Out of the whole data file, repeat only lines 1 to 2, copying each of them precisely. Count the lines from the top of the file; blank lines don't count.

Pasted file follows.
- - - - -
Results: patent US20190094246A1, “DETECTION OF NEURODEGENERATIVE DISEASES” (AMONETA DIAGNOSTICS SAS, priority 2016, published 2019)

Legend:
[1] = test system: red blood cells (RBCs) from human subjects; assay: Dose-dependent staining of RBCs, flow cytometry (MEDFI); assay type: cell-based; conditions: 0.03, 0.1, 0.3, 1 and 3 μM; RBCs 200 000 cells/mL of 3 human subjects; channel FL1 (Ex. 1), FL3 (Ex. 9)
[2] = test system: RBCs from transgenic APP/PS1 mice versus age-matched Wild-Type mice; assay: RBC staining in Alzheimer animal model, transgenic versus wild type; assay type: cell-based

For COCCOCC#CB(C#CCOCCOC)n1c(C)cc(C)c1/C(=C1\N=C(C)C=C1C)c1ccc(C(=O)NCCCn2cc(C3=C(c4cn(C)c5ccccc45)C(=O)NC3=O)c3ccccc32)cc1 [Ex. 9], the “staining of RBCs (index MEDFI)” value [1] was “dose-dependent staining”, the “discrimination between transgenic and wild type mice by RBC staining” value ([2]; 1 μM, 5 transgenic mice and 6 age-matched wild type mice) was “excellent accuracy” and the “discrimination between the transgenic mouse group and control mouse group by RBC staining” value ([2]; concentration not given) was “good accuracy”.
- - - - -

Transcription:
Results: patent US20190094246A1, “DETECTION OF NEURODEGENERATIVE DISEASES” (AMONETA DIAGNOSTICS SAS, priority 2016, published 2019)

Legend: